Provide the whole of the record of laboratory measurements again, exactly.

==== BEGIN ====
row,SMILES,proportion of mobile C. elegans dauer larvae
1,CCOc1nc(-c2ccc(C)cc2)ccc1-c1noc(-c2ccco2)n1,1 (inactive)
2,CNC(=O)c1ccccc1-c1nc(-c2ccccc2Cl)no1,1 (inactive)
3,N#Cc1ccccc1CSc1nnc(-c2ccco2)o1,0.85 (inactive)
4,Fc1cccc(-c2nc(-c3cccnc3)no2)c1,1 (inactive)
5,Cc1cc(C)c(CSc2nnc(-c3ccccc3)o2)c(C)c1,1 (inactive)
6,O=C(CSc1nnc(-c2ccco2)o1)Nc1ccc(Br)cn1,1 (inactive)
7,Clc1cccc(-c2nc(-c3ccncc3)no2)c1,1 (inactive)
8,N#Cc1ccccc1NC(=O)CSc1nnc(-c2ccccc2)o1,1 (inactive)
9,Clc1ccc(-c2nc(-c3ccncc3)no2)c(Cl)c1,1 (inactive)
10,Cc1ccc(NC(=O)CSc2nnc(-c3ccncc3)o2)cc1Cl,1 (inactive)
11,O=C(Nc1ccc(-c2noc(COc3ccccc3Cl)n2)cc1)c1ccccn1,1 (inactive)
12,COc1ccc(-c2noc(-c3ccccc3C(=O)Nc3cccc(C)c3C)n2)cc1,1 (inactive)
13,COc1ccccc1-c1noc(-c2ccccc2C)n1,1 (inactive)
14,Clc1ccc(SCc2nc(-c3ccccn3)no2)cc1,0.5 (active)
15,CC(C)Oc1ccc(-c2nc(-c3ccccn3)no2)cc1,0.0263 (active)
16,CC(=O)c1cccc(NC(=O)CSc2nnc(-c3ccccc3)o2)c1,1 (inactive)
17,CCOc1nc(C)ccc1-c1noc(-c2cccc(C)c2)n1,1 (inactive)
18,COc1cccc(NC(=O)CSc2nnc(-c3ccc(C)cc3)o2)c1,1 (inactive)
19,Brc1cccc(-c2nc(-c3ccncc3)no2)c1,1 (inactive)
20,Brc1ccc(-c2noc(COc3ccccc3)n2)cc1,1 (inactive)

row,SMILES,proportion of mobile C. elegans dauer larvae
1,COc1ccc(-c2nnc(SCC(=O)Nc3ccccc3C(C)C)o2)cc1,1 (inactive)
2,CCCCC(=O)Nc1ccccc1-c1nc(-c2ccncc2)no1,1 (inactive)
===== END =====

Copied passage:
row,SMILES,proportion of mobile C. elegans dauer larvae
1,CCOc1nc(-c2ccc(C)cc2)ccc1-c1noc(-c2ccco2)n1,1 (inactive)
2,CNC(=O)c1ccccc1-c1nc(-c2ccccc2Cl)no1,1 (inactive)
3,N#Cc1ccccc1CSc1nnc(-c2ccco2)o1,0.85 (inactive)
4,Fc1cccc(-c2nc(-c3cccnc3)no2)c1,1 (inactive)
5,Cc1cc(C)c(CSc2nnc(-c3ccccc3)o2)c(C)c1,1 (inactive)
6,O=C(CSc1nnc(-c2ccco2)o1)Nc1ccc(Br)cn1,1 (inactive)
7,Clc1cccc(-c2nc(-c3ccncc3)no2)c1,1 (inactive)
8,N#Cc1ccccc1NC(=O)CSc1nnc(-c2ccccc2)o1,1 (inactive)
9,Clc1ccc(-c2nc(-c3ccncc3)no2)c(Cl)c1,1 (inactive)
10,Cc1ccc(NC(=O)CSc2nnc(-c3ccncc3)o2)cc1Cl,1 (inactive)
11,O=C(Nc1ccc(-c2noc(COc3ccccc3Cl)n2)cc1)c1ccccn1,1 (inactive)
12,COc1ccc(-c2noc(-c3ccccc3C(=O)Nc3cccc(C)c3C)n2)cc1,1 (inactive)
13,COc1ccccc1-c1noc(-c2ccccc2C)n1,1 (inactive)
14,Clc1ccc(SCc2nc(-c3ccccn3)no2)cc1,0.5 (active)
15,CC(C)Oc1ccc(-c2nc(-c3ccccn3)no2)cc1,0.0263 (active)
16,CC(=O)c1cccc(NC(=O)CSc2nnc(-c3ccccc3)o2)c1,1 (inactive)
17,CCOc1nc(C)ccc1-c1noc(-c2cccc(C)c2)n1,1 (inactive)
18,COc1cccc(NC(=O)CSc2nnc(-c3ccc(C)cc3)o2)c1,1 (inactive)
19,Brc1cccc(-c2nc(-c3ccncc3)no2)c1,1 (inactive)
20,Brc1ccc(-c2noc(COc3ccccc3)n2)cc1,1 (inactive)

row,SMILES,proportion of mobile C. elegans dauer larvae
1,COc1ccc(-c2nnc(SCC(=O)Nc3ccccc3C(C)C)o2)cc1,1 (inactive)
2,CCCCC(=O)Nc1ccccc1-c1nc(-c2ccncc2)no1,1 (inactive)